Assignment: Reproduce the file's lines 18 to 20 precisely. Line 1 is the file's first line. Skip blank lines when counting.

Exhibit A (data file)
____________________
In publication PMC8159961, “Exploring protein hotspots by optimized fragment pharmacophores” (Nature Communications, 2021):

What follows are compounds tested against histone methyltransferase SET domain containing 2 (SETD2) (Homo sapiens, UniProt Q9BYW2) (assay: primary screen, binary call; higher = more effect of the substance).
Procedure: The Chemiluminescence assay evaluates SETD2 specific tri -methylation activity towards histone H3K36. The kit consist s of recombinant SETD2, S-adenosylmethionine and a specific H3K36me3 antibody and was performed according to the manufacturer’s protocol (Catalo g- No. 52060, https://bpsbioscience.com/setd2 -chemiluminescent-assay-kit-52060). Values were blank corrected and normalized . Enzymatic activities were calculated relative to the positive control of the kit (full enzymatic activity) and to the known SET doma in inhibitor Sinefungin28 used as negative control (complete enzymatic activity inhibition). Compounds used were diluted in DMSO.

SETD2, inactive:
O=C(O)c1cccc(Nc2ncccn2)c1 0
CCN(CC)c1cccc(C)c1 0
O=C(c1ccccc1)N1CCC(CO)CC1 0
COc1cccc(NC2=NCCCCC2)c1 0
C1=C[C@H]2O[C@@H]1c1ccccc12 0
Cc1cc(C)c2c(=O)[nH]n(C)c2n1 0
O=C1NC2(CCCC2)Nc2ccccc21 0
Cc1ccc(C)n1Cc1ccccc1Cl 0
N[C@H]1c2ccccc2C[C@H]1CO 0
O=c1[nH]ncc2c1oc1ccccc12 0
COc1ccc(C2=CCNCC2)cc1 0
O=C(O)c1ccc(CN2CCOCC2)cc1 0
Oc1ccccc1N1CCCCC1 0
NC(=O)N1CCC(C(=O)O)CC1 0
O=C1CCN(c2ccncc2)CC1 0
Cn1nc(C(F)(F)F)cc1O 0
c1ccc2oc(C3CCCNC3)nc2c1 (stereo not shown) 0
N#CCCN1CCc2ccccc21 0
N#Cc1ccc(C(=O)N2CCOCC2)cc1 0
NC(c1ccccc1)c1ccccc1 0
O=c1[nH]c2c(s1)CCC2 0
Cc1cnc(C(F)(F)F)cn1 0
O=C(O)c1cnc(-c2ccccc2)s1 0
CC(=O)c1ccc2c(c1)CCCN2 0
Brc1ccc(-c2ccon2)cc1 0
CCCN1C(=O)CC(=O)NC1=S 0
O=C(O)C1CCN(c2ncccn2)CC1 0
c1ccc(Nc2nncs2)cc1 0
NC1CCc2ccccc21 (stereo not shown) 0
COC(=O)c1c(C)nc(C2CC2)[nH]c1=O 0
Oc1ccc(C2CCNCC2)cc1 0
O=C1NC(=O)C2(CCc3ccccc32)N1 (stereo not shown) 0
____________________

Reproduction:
NC(=O)N1CCC(C(=O)O)CC1 0
O=C1CCN(c2ccncc2)CC1 0
Cn1nc(C(F)(F)F)cc1O 0